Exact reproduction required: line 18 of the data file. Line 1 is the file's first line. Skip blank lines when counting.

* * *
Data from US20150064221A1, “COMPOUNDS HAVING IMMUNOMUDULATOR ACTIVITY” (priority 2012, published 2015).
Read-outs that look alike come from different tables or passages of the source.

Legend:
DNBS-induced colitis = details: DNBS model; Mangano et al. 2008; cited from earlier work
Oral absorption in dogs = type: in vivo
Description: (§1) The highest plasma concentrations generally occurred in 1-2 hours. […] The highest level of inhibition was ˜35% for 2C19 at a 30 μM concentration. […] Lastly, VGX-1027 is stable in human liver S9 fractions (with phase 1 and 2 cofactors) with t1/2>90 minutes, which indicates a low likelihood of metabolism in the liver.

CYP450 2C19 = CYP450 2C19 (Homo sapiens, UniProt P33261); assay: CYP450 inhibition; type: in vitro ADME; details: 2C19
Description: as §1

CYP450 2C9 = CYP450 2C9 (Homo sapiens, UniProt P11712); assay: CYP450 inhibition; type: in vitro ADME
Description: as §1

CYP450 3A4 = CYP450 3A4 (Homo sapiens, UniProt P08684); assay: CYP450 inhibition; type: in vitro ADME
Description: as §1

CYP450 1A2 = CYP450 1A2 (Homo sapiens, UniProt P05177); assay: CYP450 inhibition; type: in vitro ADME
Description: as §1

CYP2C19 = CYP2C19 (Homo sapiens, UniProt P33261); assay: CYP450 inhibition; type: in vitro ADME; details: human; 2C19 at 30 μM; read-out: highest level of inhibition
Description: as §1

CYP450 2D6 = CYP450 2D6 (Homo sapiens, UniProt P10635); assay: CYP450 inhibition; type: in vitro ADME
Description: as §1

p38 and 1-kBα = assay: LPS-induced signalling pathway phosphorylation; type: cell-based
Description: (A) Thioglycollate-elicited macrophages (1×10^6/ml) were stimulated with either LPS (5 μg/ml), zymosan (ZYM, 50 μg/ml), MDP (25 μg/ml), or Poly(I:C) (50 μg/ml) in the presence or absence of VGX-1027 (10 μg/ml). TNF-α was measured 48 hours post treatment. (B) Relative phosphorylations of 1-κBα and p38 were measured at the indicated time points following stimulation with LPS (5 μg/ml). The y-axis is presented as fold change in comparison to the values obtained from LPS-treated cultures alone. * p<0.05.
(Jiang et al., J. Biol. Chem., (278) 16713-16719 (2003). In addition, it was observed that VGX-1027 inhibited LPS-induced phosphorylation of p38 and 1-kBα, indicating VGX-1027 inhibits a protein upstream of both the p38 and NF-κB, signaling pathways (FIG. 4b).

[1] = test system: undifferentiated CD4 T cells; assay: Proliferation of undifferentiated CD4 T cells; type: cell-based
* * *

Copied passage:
Description: as §1